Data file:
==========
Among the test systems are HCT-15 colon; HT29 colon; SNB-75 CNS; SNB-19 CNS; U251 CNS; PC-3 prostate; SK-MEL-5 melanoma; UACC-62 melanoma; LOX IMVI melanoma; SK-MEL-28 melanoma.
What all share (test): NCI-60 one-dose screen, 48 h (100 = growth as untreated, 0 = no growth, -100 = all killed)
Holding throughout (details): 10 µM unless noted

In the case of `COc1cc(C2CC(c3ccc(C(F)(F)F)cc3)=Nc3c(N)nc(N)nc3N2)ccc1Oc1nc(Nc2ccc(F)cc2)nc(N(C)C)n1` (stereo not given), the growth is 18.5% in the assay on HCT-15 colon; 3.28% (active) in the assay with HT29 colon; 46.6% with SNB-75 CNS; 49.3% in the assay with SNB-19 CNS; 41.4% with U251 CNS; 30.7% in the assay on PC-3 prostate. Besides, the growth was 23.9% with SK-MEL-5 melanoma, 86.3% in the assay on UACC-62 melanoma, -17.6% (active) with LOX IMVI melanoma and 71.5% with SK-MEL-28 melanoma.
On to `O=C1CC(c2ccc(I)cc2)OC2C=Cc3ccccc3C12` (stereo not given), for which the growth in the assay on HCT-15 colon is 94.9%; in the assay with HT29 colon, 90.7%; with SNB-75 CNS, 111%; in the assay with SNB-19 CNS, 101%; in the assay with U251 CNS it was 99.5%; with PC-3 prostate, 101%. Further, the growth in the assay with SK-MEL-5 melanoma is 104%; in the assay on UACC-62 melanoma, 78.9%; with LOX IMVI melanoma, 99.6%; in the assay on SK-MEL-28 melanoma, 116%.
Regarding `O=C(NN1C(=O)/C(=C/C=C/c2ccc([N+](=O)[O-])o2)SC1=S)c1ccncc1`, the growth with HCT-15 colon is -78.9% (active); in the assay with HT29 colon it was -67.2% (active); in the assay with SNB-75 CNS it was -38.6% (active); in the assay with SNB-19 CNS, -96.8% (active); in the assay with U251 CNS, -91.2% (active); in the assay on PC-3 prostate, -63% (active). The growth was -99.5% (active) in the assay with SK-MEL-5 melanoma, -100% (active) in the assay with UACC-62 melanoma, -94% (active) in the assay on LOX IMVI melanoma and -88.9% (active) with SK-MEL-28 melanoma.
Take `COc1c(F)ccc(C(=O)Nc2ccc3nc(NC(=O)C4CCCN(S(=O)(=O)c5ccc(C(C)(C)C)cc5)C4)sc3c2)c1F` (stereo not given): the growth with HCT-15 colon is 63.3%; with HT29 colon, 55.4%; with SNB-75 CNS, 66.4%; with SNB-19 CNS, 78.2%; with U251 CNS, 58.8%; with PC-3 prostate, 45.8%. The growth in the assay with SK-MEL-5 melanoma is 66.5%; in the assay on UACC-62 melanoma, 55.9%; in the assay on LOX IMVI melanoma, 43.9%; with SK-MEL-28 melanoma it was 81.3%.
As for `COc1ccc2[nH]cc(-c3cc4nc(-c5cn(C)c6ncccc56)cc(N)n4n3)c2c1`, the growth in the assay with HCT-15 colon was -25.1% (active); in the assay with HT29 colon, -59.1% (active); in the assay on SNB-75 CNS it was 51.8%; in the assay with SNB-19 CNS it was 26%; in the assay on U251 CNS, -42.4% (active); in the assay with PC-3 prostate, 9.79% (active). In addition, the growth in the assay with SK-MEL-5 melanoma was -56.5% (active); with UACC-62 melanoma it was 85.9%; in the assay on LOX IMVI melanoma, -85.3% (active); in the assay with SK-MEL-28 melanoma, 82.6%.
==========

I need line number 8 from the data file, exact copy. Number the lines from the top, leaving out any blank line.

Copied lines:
As for `COc1ccc2[nH]cc(-c3cc4nc(-c5cn(C)c6ncccc56)cc(N)n4n3)c2c1`, the growth in the assay with HCT-15 colon was -25.1% (active); in the assay with HT29 colon, -59.1% (active); in the assay on SNB-75 CNS it was 51.8%; in the assay with SNB-19 CNS it was 26%; in the assay on U251 CNS, -42.4% (active); in the assay with PC-3 prostate, 9.79% (active). In addition, the growth in the assay with SK-MEL-5 melanoma was -56.5% (active); with UACC-62 melanoma it was 85.9%; in the assay on LOX IMVI melanoma, -85.3% (active); in the assay with SK-MEL-28 melanoma, 82.6%.